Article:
The indignity of this violent crime Sophie and I endured continues still. Each interaction with this federal probation officer triggers the violent experiencing of this crime anew.      

Seems like a lengthy precursor to the story about Sophie and how wonderful she is and how much she means to me, doesn’t it? But that’s the short version.

This evening, I was in a state of bliss. Following a particularly bombastic, day-long display by the elements, which included hail, heavy rain, and lightning, early evening brought a quiet stillness to our neighborhood.

After a quick walk through the cool evening air in search of bunny rabbits, Sophie and I had a perfect time to unwind together.

Given Sophie’s afternoon trauma of dealing with lightning, one of the rare things that frightens her, she was ready to relax by my side.

She accepted my invitation to climb up and lay down next to me on the fold-out bed where I was about to begin writing. My writing is something that calms me, particularly when I am upset about our interactions with people like the probation lady.

However, given the warm feel of my soft and furry best friend in the dark, I postponed my plans indefinitely.

There she sat, first licking my hand and arm, meticulously grooming me as if I were her puppy. I do believe Sophie would have made a great mom dog and though she might be stern at times, her puppies could only benefit from her guidance.

Anybody that had any interaction at all with any of Sophie’s puppies would be a lucky person, indeed. And anyway, the world could always use more great mom dogs, if you know what I mean.

When she was done grooming me, she lay down next to me, her head in the crook of my arm. Because of my years of adapting to using one hand for everything, my wrist and fingers have an unusual ability to flex more than most people’s do.

With her head on my arm, I could rub her ears, which she loves. I could also reach over and massage her paw or rub her nose, both of which she also loves.

It was a special moment, one we rarely share because of her natural inclination to always be on guard. But this evening she made an exception, as if to reward me for calming her for a change, as I did during the lightning storm.

During such storms she trembles, but afterward she always shows me her gratitude. It almost makes me wish we had more lightning storms so that we could share more of these moments.

There we lay on the bed, as she adjusted her head occasionally to find a softer spot to put it. Lately, soft spots aren’t hard to find on me.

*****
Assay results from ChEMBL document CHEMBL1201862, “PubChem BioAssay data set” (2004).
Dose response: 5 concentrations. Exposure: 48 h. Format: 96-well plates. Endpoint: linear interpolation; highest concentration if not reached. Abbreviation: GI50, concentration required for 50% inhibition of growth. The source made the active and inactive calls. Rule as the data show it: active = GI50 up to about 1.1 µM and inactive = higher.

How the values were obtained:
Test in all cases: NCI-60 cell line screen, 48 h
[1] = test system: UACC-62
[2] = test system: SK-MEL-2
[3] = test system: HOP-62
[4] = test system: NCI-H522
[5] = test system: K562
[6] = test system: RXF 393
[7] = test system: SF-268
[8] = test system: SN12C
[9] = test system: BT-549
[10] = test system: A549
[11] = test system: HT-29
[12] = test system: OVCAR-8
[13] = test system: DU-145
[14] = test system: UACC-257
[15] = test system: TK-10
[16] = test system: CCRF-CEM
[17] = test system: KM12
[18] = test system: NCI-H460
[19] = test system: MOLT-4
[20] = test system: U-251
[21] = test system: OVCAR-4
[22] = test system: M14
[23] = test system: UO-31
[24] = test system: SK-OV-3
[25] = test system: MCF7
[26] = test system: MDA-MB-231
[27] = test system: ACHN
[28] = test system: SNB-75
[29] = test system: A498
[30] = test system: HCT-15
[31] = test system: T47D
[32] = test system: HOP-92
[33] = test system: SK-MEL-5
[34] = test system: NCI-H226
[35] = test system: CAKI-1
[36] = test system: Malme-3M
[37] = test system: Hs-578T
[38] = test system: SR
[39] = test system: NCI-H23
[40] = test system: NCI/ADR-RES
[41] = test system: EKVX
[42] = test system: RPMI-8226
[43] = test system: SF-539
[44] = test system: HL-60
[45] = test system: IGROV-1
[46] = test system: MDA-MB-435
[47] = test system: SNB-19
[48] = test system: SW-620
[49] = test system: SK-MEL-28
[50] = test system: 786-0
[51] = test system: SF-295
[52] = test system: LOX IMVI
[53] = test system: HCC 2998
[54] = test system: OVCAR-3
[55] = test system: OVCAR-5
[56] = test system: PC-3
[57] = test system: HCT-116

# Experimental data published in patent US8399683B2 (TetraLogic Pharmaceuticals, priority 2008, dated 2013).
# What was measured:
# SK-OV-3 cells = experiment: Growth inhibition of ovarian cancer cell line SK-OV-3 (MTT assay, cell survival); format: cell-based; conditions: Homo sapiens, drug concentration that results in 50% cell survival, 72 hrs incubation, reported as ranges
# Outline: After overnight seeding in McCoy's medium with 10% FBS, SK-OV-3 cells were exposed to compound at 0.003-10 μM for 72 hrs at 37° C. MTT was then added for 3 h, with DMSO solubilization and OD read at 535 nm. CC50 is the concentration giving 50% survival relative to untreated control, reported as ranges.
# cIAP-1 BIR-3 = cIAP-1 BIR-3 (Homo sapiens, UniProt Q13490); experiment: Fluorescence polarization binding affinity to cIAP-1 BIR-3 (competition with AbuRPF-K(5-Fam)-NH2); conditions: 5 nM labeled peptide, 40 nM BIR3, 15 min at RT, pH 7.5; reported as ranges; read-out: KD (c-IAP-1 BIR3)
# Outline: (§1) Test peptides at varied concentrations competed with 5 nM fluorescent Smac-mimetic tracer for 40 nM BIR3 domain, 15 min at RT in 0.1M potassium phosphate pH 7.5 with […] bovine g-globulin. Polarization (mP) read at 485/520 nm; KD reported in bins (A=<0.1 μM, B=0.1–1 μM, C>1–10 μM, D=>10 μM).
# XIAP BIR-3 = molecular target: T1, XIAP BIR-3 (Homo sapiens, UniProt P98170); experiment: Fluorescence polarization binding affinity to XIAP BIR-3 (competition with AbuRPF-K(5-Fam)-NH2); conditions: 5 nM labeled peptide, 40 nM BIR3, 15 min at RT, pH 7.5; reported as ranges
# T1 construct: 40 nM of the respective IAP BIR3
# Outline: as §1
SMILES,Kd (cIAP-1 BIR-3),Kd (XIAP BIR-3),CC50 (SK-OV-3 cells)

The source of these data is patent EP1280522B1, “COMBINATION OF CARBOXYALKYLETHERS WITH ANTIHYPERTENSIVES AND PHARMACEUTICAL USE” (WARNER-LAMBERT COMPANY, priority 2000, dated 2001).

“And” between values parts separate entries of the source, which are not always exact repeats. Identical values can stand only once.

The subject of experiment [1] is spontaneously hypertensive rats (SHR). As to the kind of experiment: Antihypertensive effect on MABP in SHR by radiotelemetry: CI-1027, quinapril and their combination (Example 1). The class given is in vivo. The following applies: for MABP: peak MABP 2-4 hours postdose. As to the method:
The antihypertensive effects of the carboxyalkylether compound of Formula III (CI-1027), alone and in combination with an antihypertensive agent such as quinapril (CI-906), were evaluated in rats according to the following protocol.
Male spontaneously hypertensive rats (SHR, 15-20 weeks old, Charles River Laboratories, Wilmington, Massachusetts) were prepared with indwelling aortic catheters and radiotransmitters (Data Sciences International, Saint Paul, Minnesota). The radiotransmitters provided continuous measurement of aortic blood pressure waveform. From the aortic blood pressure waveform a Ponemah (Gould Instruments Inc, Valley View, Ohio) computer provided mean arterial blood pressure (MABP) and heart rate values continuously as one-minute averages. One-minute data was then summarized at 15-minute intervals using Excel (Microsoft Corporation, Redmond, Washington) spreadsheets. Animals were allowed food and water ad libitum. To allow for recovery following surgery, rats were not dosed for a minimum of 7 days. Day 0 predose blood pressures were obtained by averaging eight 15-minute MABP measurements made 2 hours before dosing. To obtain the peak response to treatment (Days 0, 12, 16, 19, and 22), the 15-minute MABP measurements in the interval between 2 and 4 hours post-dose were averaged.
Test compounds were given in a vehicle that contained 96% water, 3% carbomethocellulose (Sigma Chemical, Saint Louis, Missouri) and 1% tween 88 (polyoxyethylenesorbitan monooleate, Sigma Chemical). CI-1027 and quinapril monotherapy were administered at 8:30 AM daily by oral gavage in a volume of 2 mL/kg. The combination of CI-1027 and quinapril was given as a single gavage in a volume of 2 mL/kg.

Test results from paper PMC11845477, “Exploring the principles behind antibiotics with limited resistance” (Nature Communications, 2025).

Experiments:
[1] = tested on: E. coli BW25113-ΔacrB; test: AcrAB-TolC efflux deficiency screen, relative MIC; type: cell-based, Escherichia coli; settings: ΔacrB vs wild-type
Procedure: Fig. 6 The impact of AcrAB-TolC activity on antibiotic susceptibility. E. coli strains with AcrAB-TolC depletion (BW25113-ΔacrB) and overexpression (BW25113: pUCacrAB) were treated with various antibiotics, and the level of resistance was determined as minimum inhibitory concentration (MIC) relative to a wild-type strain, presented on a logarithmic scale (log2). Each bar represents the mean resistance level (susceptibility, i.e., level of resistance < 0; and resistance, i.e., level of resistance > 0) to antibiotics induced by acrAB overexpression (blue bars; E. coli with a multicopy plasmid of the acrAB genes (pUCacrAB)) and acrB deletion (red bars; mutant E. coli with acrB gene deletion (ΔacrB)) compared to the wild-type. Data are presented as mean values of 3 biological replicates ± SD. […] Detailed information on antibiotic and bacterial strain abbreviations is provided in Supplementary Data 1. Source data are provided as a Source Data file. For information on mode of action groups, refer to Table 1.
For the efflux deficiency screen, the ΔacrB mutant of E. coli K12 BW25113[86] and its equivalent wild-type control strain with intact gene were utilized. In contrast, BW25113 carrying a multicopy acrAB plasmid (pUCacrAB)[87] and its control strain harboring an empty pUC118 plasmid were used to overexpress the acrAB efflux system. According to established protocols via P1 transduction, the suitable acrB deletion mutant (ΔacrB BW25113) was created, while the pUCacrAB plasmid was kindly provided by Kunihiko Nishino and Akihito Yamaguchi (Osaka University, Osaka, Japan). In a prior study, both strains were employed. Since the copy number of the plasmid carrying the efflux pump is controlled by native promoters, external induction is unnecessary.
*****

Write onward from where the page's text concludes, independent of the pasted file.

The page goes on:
All I remember then was how wonderful I felt, and I told her so. I told her how much I love her, how much she means to me, how grateful I am that she chooses to be my friend, how lucky everyone else she comes into contact with is, how beautiful she is and so much more.

I tell her most of these things every single day, but I rarely get the chance to do so while she’s laying here next to me. This evening, I followed up each of my statements with specific examples from today.

Afterward, I spent some time marveling at all of the things we’ve done and gone through together. The violent assault I described above and one other night of violence at another Arizona campground were thankfully unique and isolated examples of mental and physically painful experiences.

Regarding these times, I take responsibility for putting us both in a position of danger. Whether I knew it or not, they ended up being times when Sophie either needed to bail us out or suffer pain, too.

I apologize profusely to her for the danger I created for us and for the hell I’ve put her through as a result. Though I can’t be sure if she remembers these things, I certainly do, and the pain of it hurts each time it crosses my mind. I can never tell her I’m sorry too many times.

Then again, I can never tell her I love her too many times, either. Over and over I tell her, I massage her paw and play with her ears and kiss the top of her head. Sometimes I just look at her face and tell her how beautiful she is.

I marvel at her natural beauty, how she always looks stunningly gorgeous, and how nature can create such a beautiful being, inside and out. I constantly ask her this question, half expecting her to answer me. “Well,” I imagine she’d say, then finish her explanation.

But I never forget to tell her how downright smart she is, and how grateful I am for her ability to communicate with me. I tell her it’s so unfortunate that we humans often refer to our animal counterparts as ”dumb friends."

But an inability to speak as humans do isn’t an accurate indicator of an ability to communicate. Sophie has a vast range of communicative skills, including a verbal vocabulary unequaled by any other dog I’ve met.

In fact, she’s so adept at communicating this way, both in terms of actual sound as well as tone that I often understand what she needs right away.

At other times, she uses body language to indicate a specific need. Usually licking my hand means she needs something, though tonight was special in that grooming my hand and arm is also a gesture of love from her.

Of all her nonverbal messages, her licking my hand out of love for me is my favorite. I consider it the highest compliment she can pay me and I hope she feels the same way when I tell her how much I love her.

See what I mean? I could go on and on and on with specifics about how much I love Sophie, and I am glad I have begun doing so here. There will be much more to come in the future.

Until then, I will consider myself the luckiest person alive just to get to be with her, even as she lies snoring like a freight train in the bedroom..!